In a previous release we highlighted that members of the community have made close to a thousand complaints to NIEA about nusciance odour from the plant in the last five years. The rule of thumb in these things is that only one in thirty people impacted will make the effort to complain, so an already alarming number of complaints most probably just highlights the tip of the iceberg.
It should be noted that odour from the plant was precipitating hundreds of complaints before the incinerator planning application was lodged, so this isn't just another example of NiMBYism. In fact, older people in the community are quick to emphasize that the stink from the Knackery has been a feature of the area since the 1950s.
Over the last few years we became increasingly aware of senior citizens in around the plant complaining of chest pains and shortness of breath in conjunction with the odor and plume. The quote below is extracted from an email my mother sent to the NIEA regulator a few months ago.
There has been an absolutely awful odour from UFBP during the night – like smoke from a bonfire overlaid with a smell like grease that’s gone on fire, or burning plastic. Again the odour permeated the house. I’ve been coughing and clearing my throat all night so much so that I have a raw throat and sore chest this morning. There are huge clouds of white smoke billowing up from the taller chimneys and the blustery wind is bringing them down to below tree level. These billowing clouds of smoke were visible during the night even though it was and is overcast. Recent heavy rain has given respite from the odour. This is a totally unacceptable way for people to have to live their lives.”
This horrified me, and we repeatedly emphasized to both Minister Poots and the Regulator that they need to get to the bottom of it. We also started pressing them to disclose the monitoring data so we could understand the actual chemical content of the plume to fully assess the health risks posed to the pensioners in our community, and everyone else for that matter!
Thomas Burns MLA recently raised the issue in an assembly question, the answer is included below. The bottom line, despite fifty years of problems and close to a thousand complaints in the last five years, the NIEA regulator doesn't have detailed empirical data on the chemical contents of the plume and odour from the UFBP Plant, hasn't done a detailed study of the emissions and Minister Poots doesn't see this as a priority!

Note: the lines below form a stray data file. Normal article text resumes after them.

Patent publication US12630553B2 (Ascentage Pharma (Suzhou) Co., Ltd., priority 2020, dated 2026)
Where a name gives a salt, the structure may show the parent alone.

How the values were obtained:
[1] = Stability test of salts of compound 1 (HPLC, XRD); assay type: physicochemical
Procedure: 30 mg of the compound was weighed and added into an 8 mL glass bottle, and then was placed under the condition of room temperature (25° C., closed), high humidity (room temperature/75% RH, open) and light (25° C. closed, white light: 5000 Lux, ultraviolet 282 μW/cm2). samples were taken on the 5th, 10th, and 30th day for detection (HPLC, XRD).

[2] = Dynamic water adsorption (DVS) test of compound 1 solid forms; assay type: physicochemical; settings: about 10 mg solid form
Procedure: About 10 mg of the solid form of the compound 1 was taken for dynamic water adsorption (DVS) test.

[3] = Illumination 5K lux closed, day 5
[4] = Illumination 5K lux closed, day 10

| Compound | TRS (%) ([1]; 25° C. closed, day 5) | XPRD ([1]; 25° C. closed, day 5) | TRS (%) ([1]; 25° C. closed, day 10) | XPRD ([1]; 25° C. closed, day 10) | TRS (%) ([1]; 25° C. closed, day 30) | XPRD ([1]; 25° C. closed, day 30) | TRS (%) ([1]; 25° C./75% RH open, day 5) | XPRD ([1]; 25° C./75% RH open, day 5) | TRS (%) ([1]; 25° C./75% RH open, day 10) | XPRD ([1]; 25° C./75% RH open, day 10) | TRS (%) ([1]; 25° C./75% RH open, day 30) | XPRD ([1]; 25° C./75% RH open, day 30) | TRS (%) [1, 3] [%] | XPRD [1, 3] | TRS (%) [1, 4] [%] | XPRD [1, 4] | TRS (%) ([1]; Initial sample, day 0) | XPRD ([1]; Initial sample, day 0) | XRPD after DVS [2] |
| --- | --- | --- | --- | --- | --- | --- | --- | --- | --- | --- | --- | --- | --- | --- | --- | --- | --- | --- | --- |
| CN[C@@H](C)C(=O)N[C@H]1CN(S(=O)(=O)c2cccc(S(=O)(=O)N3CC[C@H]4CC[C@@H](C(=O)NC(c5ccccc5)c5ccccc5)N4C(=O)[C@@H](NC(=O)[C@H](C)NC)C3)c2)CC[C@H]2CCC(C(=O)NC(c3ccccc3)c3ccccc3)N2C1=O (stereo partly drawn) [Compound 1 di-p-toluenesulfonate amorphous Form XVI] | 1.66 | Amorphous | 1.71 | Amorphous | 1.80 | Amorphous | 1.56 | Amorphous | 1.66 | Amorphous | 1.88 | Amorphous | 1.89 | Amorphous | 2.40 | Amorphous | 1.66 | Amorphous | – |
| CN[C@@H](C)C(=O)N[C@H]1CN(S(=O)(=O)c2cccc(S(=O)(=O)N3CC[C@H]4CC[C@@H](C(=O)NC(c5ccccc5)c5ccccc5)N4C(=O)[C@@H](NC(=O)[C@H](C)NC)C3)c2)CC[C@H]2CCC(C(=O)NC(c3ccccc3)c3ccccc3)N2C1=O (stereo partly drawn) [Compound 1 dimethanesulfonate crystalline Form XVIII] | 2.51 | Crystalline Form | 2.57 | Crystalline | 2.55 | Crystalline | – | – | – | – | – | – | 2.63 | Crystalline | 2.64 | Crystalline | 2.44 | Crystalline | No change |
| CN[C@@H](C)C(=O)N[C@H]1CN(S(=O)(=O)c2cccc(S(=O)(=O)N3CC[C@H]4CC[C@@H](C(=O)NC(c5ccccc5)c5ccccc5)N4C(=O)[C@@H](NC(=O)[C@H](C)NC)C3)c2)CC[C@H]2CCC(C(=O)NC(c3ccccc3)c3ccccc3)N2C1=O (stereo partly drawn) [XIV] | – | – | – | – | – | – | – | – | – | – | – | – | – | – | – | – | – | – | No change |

I'm left with the impression that we live in a 'Banana Republic' where commercial interests can do whatever they like; there is nothing that we (the community) can do about it; and the Minister views any impact on our parents and grand parents as collateral damage!
Ulster Farm By-Products Factory at Ballyvannon Road, Glenavy
Mr T Burns asked the Minister of the Environment whether the Northern Ireland Environment Agency is aware of the precise chemical composition of the plume and odour caused by the processing and incineration operations at the Ulster Farm By-Products factory at Ballyvannon Road, Glenavy.
Minister of the Environment: The thermal oxidisers at Ulster Farm By-Products treat odorous compounds arising from the process by oxidation at high temperature. The oxidation process breaks down these compounds to form substances such as carbon dioxide, oxides of nitrogen and water. The permit sets a limit for residual volatile organic compounds (VOC) at 20 mg/m 3 and for hydrogen sulphide at 1 part per million by volume.
NIEA has not carried out a full analysis of the chemical composition of the emission to air from the process. It would not be an appropriate use of resources to set permit limits, or monitor for every conceivable compound within the plume. The Agency seeks to ensure the substances of most relevance to the facility are monitored. In this case volatile organic compounds (VOC) and hydrogen sulphide are the most relevant as they are an established proxy for odour. Direct odour measurements have also been carried out by the operator to determine the effectiveness of the thermal oxidisers.
Depending on weather and processing conditions, there may be a visible plume from the thermal oxidisers. This is caused by condensation of water vapour arising from the cooking process.